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Archiver > GENEALOGY-DNA > 2010-02 > 1265647186


From: Jim T <>
Subject: Re: [DNA] 12 marker vs 67 marker testing
Date: Mon, 8 Feb 2010 08:39:46 -0800 (PST)
In-Reply-To: <mailman.3413.1265608568.2099.genealogy-dna@rootsweb.com>


I'll let others address your I1 questions. Dupuytren's contracture, sometimes called Viking's disease, is an overgrowth of connective tissue in the hand, not a "genetic disorder of the muscles". A recent study found that the gene responsible for the condition in one Swedish family is on chromosome 16 .
http://www3.interscience.wiley.com/journal/118684060/abstract

There may be more than one cause of DC. Perhaps someone familiar with the 23andMe test could comment on whether that test could show whether you have the same mutation found in the Swedish family.

It has been speculated that the mutation occurred in Scandinavia and was spread by Vikings. It is now relatively common in Scotland and Australia, among other places. Finding that you have the mutation on chromosome 16 wouldn't tell you where your ancestors lived. DC runs in my father's family, which is English, Scottish, and German. It is not found in my mother's family, which is Swedish. Many people with no known Scandinavian ancestry have had DC, including Ronald Reagan and Margaret Thatcher.

Jim Turner

> From: kevin brewer <>
>
> I recently used FTDNA to extend the analysis of my Y out to
> 67 markers
> from the 12 of the Genographic Project, yet I am not sure I
> am any the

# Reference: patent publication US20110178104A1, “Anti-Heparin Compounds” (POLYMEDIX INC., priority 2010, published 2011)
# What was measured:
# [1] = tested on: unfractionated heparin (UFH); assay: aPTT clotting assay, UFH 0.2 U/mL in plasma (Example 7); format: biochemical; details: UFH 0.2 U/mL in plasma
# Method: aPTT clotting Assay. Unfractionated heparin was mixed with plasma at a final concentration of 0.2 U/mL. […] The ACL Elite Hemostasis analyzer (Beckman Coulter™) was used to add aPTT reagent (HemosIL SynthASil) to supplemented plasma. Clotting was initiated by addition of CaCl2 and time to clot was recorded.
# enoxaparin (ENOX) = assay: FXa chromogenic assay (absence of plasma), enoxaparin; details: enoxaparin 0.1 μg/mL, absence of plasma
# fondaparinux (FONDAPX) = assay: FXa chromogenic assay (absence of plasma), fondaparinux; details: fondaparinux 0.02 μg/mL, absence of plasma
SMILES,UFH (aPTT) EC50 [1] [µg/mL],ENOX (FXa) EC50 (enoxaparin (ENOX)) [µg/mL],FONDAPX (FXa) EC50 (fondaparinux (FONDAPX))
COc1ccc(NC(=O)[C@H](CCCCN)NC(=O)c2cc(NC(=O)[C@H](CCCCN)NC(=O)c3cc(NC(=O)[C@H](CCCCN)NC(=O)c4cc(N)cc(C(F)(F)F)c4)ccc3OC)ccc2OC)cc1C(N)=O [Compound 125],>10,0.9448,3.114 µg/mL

> wiser about the geographic origins of my I1
> haplotype. I am not
> particularly bothered there are few matches so far, and am
> more
> interested in the genetic journey. I would like to know
> what further
> testing I need to do to clarify whether the I1 is Ken's
> so-called
> Anglo-saxon, or whether it came from southern Sweden
> (according to the
> Geno Proj) or via Norman (ie Viking) France (according to
> my father
> based on no evidence whatsoever except family hearsay).
>
> I have just been diagnosed with a genetic disorder of the
> muscles of the
> hands called Dupuytren's Contracture, which allegedly is
> more likely to
> occur in men of Celtic or Scandinavian descent, there are a
> few other
> conditions which are involved like heavy drinking,
> something I have
> never been guilty of. Does this condition, in company with
> my I1
> haplotype, put my ancestors in southern Sweden as suggested
> by the Geno
> Proj, or make me a rare Celt, in other words a Briton pre
> Anglo-saxon?
>
<snip>
>
> Kevin Brewer





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